Sustainability of latrines is a key issue in CLTS. Sandy or rocky soils, seasonal flooding and termites can present challenges to communities who have taken sanitation into their own hands as a result of CLTS and are building latrines. The CLTS Handbook identifies the need for participatory design approaches during follow-up sessions with triggered communities. Sanitation marketing programmes have also applied participatory design through engaging users and sanitation suppliers to create innovative sanitation technologies.
Sanitation and Hygiene in Africa: Where do We Stand? (IWA Publishing 2013, eds Piers Cross and Yolande Coombes) takes stock of progress made by African countries through the AfricaSan process since 2008 and the progress needed to meet the MDG on sanitation by 2015 and beyond. This book addresses priorities which have been identified by African countries as the key elements which need to be addressed in order to accelerate progress.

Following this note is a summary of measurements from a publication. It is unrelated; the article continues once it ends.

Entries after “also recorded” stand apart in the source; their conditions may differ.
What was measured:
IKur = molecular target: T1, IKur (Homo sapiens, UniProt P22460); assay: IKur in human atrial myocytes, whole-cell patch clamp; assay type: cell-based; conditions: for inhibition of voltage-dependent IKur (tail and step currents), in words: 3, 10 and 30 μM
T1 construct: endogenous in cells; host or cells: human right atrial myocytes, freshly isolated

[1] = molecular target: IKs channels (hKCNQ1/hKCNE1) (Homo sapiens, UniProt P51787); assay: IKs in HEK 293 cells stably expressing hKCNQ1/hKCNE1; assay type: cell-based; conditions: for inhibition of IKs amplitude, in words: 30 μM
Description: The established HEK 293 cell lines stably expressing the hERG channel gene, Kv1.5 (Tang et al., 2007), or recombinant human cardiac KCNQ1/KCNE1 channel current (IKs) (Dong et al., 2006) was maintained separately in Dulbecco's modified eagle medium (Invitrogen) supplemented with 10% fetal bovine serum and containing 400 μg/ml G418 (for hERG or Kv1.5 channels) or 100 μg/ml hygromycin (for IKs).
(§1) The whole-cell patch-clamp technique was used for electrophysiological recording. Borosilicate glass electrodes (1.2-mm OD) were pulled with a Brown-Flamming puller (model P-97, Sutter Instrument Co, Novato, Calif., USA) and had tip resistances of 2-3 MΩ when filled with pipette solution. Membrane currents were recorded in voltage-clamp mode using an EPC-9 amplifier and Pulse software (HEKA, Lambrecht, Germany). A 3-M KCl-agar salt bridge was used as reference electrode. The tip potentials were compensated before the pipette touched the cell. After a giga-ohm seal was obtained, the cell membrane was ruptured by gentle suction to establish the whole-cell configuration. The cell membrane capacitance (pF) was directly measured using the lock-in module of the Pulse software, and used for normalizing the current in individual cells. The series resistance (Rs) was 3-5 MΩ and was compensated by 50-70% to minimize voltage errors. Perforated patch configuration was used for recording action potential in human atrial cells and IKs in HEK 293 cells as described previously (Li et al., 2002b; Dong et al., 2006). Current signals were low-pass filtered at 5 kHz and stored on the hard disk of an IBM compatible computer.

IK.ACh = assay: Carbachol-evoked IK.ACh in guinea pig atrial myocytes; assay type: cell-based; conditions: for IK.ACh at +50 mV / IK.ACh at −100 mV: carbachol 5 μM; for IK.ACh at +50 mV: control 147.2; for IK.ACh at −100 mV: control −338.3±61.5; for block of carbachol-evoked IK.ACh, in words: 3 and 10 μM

The Lukenya Notes are a collection of experiences and key recommendations from the IDS meeting of CLTS practitioners held in Lukenya, Nairobi in July 2011, immediately after the AfricaSan3 meeting. The aim of the workshop was to focus on the key challenges we all face in taking CLTS to scale. Insights, case studies and options are clustered by themes which emerged from workshop brainstorming.
This paper draws on the extensive involvement of Kamal Kar with the spread of CLTS in Africa to describe the early stages of the process, to elaborate on its developments and to outline insights into the circumstances and features which have facilitated its rapid spread. Taking a broadly comparative approach which draws on the somewhat earlier experience of the spread of CLTS in Asia, it identifies aspects of the institutionalisation process and circumstances, including key individuals, that have contributed to the success of the approach in Africa.